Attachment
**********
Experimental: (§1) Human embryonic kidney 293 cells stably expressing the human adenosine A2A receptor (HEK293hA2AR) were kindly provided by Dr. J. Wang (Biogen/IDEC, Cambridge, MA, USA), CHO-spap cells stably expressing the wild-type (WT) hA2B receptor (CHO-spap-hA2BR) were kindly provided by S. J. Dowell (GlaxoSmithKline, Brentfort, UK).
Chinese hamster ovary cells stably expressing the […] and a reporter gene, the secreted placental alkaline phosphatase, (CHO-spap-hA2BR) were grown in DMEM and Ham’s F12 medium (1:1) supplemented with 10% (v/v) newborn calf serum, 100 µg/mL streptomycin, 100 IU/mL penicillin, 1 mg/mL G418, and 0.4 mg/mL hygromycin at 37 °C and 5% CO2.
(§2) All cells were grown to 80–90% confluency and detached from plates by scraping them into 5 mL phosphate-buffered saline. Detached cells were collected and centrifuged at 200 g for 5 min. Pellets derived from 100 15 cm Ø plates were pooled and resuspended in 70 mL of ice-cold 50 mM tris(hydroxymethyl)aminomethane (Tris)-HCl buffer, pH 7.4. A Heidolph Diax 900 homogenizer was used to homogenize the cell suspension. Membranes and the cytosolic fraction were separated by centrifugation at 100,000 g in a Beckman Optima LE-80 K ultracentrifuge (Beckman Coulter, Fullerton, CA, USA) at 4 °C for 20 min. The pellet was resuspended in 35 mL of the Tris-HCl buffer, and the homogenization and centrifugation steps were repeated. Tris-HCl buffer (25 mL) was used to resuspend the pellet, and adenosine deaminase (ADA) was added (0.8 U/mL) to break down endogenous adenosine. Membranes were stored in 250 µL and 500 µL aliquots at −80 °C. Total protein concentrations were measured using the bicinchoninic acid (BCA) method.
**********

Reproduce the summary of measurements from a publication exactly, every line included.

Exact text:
Experimental: (§1) Human embryonic kidney 293 cells stably expressing the human adenosine A2A receptor (HEK293hA2AR) were kindly provided by Dr. J. Wang (Biogen/IDEC, Cambridge, MA, USA), CHO-spap cells stably expressing the wild-type (WT) hA2B receptor (CHO-spap-hA2BR) were kindly provided by S. J. Dowell (GlaxoSmithKline, Brentfort, UK).
Chinese hamster ovary cells stably expressing the […] and a reporter gene, the secreted placental alkaline phosphatase, (CHO-spap-hA2BR) were grown in DMEM and Ham’s F12 medium (1:1) supplemented with 10% (v/v) newborn calf serum, 100 µg/mL streptomycin, 100 IU/mL penicillin, 1 mg/mL G418, and 0.4 mg/mL hygromycin at 37 °C and 5% CO2.
(§2) All cells were grown to 80–90% confluency and detached from plates by scraping them into 5 mL phosphate-buffered saline. Detached cells were collected and centrifuged at 200 g for 5 min. Pellets derived from 100 15 cm Ø plates were pooled and resuspended in 70 mL of ice-cold 50 mM tris(hydroxymethyl)aminomethane (Tris)-HCl buffer, pH 7.4. A Heidolph Diax 900 homogenizer was used to homogenize the cell suspension. Membranes and the cytosolic fraction were separated by centrifugation at 100,000 g in a Beckman Optima LE-80 K ultracentrifuge (Beckman Coulter, Fullerton, CA, USA) at 4 °C for 20 min. The pellet was resuspended in 35 mL of the Tris-HCl buffer, and the homogenization and centrifugation steps were repeated. Tris-HCl buffer (25 mL) was used to resuspend the pellet, and adenosine deaminase (ADA) was added (0.8 U/mL) to break down endogenous adenosine. Membranes were stored in 250 µL and 500 µL aliquots at −80 °C. Total protein concentrations were measured using the bicinchoninic acid (BCA) method.